There are a lot of caches out there, somewhere in the neighborhood of 2.5 million.  They are hidden right out in public, sometimes in plain view.  Every day, hundreds or even thousands of people might pass by these caches without knowing they exist or giving them a second thought.  I guarantee you’ve gone by hundreds of them without knowing.  The best part is that anyone with a handheld GPS (or even a GPS equipped smartphone) can play along.  You just have to want to take a few minutes away from your car to explore someplace new–like the underside of a merry-go-round.

Have you tried Geocaching? Let us know about your experiences. We’d love to hear from you.

  • We had a few windy days in the #FloridaKeys this week that stirred up the waters. It created the most gorgeous colors in the Atlantic Ocean including this area at Sombrero Beach.
  • We miss waking up on the Celebrity Edge. That's all.
  • We've been having the best time in the Florida Keys visiting Steve's mom and dad this week. Today, it was cold for Floridians, but we loved the sunshine (and were thankful for awesome neighbors who were likely shoveling the snow from our driveway back home).⁣
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We are so thankful for a flexible schedule and opportunities like this one to share time with family. Life seems to pass us by so quickly the older we get and we're fortunate to be able to travel and share experiences with the people we love most. ⁣
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Feeling especially blessed tonight, in the beautiful Florida Keys.
  • We enjoyed a delicious dinner tonight at Hideaway Cafe on Grassy Key with Steve's mom and dad. We went early at 5 p.m. for the sunset dinner menu which has smaller portions and the most beautiful views of the sunset. ⁣
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The food was fresh and made-to-order and served by gracious and professional staff who made us feel right at home. ⁣
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Hideaway is a great restaurant choice for dinner if you're in the Florida Keys. Get a reservation ahead of time, as it fills up quickly, even at 5 p.m.
  • Need some inspiration for staying healthy while traveling? Good news! We are taking over the @noom Instagram stories this afternoon and hope you’ll all follow along as we share tips on how to make healthy living choices while on a cruise ship. We’ll take you inside the beautiful @celebritycruises Edge and show you how we stayed on track with our Noom goals while still enjoying a fantastic cruise vacation. Be sure to follow @noom! Our takeover has just begun. 😁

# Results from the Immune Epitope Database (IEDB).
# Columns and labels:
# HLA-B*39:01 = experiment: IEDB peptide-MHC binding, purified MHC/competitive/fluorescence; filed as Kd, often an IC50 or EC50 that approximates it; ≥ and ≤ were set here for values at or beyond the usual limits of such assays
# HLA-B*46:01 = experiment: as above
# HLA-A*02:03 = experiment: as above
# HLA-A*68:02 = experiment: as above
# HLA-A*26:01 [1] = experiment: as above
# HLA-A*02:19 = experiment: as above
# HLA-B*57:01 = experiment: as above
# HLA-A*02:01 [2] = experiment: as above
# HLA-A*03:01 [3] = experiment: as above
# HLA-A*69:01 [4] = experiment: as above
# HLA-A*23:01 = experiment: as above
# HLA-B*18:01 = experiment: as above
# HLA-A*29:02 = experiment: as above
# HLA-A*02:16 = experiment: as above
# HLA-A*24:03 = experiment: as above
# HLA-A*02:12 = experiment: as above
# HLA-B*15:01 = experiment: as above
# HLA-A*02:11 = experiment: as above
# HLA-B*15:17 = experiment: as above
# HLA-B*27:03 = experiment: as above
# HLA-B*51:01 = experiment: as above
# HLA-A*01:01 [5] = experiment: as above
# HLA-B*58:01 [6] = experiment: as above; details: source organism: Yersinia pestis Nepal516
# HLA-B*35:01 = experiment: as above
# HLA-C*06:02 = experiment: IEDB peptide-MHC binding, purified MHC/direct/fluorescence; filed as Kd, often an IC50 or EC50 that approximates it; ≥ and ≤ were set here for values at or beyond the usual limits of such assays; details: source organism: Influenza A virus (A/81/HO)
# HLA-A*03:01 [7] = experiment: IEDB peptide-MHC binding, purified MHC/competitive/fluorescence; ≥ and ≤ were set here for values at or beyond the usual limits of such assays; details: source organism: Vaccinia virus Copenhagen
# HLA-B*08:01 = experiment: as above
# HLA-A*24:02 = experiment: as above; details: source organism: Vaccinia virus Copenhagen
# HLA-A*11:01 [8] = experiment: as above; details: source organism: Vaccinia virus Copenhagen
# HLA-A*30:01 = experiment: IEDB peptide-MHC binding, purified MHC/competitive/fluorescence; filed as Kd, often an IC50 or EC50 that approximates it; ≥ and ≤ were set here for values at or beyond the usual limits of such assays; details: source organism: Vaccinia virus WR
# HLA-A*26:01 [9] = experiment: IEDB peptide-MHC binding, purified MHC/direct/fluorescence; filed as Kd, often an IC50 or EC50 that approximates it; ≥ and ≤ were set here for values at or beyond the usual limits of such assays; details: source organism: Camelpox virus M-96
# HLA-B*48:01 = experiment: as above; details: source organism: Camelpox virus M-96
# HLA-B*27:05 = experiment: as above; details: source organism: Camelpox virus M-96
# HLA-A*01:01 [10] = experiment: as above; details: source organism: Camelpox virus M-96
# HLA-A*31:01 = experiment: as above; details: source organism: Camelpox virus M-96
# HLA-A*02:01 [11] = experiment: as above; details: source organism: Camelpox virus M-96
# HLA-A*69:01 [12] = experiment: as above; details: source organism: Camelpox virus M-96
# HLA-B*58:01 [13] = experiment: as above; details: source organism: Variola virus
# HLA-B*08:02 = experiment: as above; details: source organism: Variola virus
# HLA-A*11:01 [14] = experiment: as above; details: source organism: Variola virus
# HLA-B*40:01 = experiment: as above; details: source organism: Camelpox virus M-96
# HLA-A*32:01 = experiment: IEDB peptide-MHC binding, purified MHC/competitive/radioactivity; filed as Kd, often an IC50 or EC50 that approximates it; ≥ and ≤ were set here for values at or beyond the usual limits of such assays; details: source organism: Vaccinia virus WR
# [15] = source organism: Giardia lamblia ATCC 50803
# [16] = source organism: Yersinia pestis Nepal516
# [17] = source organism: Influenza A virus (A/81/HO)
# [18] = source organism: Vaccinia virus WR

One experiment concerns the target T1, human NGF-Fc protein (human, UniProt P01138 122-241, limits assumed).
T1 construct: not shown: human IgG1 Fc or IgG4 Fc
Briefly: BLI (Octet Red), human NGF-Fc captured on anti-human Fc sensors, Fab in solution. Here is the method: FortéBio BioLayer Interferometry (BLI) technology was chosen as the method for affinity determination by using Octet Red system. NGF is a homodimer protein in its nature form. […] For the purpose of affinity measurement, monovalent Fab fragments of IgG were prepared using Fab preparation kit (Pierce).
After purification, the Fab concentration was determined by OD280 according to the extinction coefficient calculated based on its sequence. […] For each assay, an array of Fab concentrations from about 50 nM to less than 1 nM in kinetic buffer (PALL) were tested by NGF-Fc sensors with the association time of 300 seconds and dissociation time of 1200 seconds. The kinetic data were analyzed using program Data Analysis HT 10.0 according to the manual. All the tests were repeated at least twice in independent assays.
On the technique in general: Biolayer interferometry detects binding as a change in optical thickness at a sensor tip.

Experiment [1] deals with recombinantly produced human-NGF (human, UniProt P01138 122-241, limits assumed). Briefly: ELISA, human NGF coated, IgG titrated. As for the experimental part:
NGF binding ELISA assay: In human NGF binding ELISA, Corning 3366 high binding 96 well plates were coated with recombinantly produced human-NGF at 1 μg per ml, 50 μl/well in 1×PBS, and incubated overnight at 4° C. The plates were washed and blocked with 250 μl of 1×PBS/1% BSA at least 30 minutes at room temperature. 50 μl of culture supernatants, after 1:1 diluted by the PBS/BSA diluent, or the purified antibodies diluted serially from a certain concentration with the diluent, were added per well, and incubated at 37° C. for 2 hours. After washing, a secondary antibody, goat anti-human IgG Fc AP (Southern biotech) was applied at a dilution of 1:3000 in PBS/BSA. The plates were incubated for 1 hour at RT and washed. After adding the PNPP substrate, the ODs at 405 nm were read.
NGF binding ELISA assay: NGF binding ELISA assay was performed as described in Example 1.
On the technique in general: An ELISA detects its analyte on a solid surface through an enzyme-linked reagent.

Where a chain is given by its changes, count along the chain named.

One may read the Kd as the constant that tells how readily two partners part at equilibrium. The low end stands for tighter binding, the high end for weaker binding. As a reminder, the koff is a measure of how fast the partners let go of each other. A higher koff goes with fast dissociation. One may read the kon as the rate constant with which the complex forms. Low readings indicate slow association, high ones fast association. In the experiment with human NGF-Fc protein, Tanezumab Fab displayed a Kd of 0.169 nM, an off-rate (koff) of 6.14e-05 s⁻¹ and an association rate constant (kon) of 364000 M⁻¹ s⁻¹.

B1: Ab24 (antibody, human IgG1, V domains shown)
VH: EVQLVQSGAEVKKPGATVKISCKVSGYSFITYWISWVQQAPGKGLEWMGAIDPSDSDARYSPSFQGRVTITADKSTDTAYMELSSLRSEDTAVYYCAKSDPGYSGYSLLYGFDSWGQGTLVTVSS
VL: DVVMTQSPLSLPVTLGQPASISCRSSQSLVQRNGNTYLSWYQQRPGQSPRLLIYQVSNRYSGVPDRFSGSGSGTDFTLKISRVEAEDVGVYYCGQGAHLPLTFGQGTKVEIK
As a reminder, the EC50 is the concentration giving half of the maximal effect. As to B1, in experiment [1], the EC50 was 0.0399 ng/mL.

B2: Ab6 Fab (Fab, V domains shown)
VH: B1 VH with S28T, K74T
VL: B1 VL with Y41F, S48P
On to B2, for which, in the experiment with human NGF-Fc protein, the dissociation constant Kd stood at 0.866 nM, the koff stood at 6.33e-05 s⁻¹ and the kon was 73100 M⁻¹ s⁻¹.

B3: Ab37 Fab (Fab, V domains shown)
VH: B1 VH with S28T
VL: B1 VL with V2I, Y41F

• The Rooftop Garden is a unique space on the top deck of the @celebrityedge. There’s no water slide on this ship, no go-carts, and the’s no rock wall for climbing. Instead the Rooftop Garden provides a “living urban playscape inspired by childhood playgrounds and designed to waken the inner child in all of us,” according to the Celebrity Cruises website. There are live plants, comfortable outdoor seating, and unique art installations that set the space apart from anything else at sea. @cruisecelebrity
  • Blu is a restaurant on the Celebrity Edge that is dedicated to guests in Aqua Class.  It serves “clean, crisp flavors and inventive cuisine” in a gorgeous blue venue. To give you an example of the types of entrees served, for dinner tonight Blu is offering seared duck breast with wilted chard, farro risotto, and black cherry jus; a cracked pepper corn-crusted tuna salad, watercress, and dijon vinaigrette; and pumpkin gnocchi with sautéed arugula, sundries tomatoes, marinated artichokes, goat cheese and basil pesto. What would you order?
  • Yes, cruise ships are huge, but if you do a little exploring, you’ll find that the designers have included many small spots perfect for intimate conversation and watching the world go by. We found this nook in Eden, on deck 5 of the Celebrity Edge, near the stern.